Mutual funds

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Mutual funds allow you to invest in a number of different stocks without requiring you to go out and purchase stocks individually. Mutual funds have a fund manager that buys and sells stocks in order to make a profit. When you invest in a mutual fund you are giving the manager permission to invest your money in the best way possible.

The manager cannot do whatever he feels like with your money. Each mutual fund has a prospectus that details exactly how the funds will be invested. If the prospectus says that the fund will invest only in US based company, the manger can't buy shares in foreign companies--even if they look like a great deal.

Investors with lots of money may prefer to pick their own stocks. Smaller time investors would often find the brokerage fees to be great enough to make trying to replicate a mutual fund impossible. Mutual funds are generally reasonably safe investments because they spread the risk over many different stocks. If some of the companies invested in do poorly, there are often enough stocks that do well to make up for the losers.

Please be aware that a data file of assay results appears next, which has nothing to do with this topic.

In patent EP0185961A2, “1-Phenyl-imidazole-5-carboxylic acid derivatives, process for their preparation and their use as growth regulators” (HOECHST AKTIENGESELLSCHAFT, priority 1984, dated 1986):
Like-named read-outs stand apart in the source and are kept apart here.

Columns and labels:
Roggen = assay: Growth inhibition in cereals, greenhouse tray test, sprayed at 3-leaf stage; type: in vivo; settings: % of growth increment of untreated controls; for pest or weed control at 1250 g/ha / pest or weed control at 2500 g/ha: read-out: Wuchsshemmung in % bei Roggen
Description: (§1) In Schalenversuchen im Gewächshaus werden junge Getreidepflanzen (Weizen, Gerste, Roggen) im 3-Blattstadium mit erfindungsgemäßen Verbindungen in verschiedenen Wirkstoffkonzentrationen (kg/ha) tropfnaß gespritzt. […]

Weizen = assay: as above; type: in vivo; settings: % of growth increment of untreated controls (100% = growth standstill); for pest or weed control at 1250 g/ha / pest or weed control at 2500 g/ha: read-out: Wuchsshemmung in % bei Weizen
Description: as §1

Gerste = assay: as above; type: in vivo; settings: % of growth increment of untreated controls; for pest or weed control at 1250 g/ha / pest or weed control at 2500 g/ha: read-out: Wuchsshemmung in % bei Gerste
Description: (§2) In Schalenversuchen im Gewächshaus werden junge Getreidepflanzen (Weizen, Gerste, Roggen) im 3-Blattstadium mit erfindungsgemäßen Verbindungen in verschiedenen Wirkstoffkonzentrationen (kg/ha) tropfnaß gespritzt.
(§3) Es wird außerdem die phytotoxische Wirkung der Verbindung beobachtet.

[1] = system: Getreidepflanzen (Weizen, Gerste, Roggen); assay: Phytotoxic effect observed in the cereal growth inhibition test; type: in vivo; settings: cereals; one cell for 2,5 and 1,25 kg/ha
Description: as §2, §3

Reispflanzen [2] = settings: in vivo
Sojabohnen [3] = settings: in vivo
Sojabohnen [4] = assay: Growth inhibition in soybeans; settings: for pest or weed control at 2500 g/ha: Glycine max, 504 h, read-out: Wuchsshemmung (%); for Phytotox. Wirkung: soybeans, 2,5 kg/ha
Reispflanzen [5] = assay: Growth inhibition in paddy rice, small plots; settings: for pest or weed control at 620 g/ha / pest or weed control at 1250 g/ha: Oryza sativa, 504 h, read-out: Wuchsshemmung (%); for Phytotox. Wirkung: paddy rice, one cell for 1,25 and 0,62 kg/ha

Mutual funds are a popular investment for Roth IRAs, traditional IRAs, 401k, and 403b accounts. Their investment in multiple underlying stocks helps keep them more stable and generally a safe investment for most people. Investing in mutual funds allows people to maintain a diversified portfolio with minimal administrative cost.